In the American federal system, most criminal cases are matters of state law and jurisdiction. Accordingly, the Casey Anthony case has spurred discussion in statehouses. Associated Press reports:
Lawmakers outraged over Casey Anthony's acquittal have responded by proposing so-called Caylee's laws that would allow prosecutors to bring felony charges against parents who do not quickly report missing children.
The new measures were triggered, at least in part, by an online petition that had more than 700,000 signatures Friday. Some questioned whether a new law would do any good because the circumstances of the Anthony case were so rare, but lawmakers in at least 16 states have already floated proposals reacting to the verdict.
"Casey Anthony broke new ground in brazenness," said Florida state Rep. Scott Plakon, who is sponsoring the proposal in his state. "It's very sad that we even need a law like this, but Casey Anthony just proved that we do as unfortunate as that is."
Florida's proposal would make it a felony for a parent or other caregiver to not report a child under the age of 12 missing after 48 hours. It also makes it a felony to not report a child's death or "location of a child's corpse" to police within two hours of the death.
Had Florida's measure been in place and Anthony been convicted, she could have faced another 15 years behind bars.
Other states are considering similar measures and the online petition at Change.org, started by an Oklahoma woman, calls for a federal law.
The spate of legislative and grassroots activity follows a verdict in a murder case that transfixed much of the nation and made international headlines when the jury's decision was announced on Tuesday (July 5). While Anthony was found not guilty, The Christian Science Monitor notes that one of the most "unfathomable" aspects of the case was that no one reported Caylee Anthony missing until more than a month after her disappearance.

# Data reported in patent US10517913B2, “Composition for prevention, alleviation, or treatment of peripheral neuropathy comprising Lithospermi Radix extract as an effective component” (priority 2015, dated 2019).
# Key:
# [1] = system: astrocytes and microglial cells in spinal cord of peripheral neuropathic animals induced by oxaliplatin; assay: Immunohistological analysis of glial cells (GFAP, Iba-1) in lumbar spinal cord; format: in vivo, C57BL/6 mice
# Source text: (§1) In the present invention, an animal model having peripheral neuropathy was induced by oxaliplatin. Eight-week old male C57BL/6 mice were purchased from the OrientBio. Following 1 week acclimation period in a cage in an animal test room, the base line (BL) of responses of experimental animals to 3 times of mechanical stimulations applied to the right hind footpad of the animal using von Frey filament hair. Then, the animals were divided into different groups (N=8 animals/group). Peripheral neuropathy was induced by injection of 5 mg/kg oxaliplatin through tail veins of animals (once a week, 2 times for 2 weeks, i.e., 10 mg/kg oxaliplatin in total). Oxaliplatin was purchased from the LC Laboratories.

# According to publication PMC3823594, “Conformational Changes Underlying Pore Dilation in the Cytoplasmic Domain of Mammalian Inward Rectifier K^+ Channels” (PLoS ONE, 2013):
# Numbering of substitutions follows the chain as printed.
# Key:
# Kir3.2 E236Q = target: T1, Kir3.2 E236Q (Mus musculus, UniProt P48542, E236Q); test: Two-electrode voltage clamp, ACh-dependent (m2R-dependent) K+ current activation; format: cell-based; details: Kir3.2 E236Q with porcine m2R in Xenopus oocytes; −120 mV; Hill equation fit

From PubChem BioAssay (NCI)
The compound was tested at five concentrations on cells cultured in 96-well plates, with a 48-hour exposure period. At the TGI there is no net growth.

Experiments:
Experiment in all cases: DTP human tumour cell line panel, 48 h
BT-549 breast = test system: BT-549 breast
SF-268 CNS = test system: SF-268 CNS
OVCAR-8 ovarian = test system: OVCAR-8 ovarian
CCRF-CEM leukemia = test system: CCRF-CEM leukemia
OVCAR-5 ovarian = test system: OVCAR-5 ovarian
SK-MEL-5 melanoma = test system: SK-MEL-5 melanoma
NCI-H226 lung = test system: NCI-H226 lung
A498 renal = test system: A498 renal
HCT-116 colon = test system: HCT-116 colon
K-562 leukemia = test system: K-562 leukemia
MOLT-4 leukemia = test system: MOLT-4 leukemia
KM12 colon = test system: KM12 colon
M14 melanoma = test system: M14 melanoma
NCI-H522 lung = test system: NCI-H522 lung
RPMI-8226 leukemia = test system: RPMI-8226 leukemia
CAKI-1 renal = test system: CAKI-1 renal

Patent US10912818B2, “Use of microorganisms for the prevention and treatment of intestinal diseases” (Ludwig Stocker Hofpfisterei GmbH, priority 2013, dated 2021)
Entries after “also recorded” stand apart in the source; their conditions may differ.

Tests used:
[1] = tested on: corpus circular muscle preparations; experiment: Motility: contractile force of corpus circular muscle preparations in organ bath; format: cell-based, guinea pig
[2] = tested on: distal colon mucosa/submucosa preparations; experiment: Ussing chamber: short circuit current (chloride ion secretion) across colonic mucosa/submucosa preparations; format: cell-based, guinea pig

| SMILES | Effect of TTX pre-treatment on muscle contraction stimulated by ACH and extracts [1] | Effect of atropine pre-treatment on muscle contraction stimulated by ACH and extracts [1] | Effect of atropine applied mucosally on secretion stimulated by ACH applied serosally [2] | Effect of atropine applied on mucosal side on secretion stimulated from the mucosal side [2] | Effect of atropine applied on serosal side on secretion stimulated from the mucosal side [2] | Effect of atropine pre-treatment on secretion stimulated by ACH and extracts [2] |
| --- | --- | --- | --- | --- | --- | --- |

State lawmakers want to ensure that doesn't happen again. "You wouldn't think that you would actually have to require a parent or guardian to report a child missing or dead," a state's attorney said of the legislation being proposed in Maryland, "but we're in an age where there is a need here."
Others are wary of what they see as hasty legislation that comes in response to a widely unpopular verdict. Plenty of criminal statutes are already named after high-profile crime victims, and some of them — particularly sex-offender statutes, such as "Jessica's Law," "Megan's Law" and the Adam Walsh Act — have had unintended consequences that have led to court battles and complaints that lawmakers went too far.
"My first reaction is that too often we pass legislation that is knee-jerk, thinking we solve a problem, and we don't look at the consequences," Stewart Greenleaf, the chair of the Pennsylvania House Judiciary Committee, tells The Philadelphia Inquirer. "That's not good legislation."